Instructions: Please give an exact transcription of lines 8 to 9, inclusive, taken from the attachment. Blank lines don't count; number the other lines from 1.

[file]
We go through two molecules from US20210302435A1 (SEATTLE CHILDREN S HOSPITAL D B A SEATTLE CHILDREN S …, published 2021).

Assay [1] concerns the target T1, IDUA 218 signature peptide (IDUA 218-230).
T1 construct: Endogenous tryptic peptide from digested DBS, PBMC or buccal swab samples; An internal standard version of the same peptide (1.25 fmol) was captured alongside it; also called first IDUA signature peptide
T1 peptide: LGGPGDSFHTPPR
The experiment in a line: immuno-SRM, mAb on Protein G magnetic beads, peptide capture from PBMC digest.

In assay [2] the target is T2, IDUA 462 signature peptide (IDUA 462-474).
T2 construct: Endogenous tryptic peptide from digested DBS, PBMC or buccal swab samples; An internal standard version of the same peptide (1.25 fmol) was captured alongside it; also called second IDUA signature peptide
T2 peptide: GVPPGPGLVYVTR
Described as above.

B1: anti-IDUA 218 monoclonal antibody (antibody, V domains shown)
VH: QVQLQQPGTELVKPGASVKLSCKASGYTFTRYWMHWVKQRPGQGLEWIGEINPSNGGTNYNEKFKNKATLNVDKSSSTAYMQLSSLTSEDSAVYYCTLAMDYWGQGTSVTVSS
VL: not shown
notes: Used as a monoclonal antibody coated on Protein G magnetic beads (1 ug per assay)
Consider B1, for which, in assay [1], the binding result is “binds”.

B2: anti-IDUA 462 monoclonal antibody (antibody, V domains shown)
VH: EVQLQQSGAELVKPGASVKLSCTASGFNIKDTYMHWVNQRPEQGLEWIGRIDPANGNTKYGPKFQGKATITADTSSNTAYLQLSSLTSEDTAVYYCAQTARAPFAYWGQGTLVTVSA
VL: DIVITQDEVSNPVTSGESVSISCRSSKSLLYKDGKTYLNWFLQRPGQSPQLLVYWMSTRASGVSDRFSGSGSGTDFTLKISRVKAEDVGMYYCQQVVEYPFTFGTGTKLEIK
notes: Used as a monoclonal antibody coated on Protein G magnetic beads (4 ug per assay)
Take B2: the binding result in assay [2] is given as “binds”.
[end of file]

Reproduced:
T2 peptide: GVPPGPGLVYVTR
Described as above.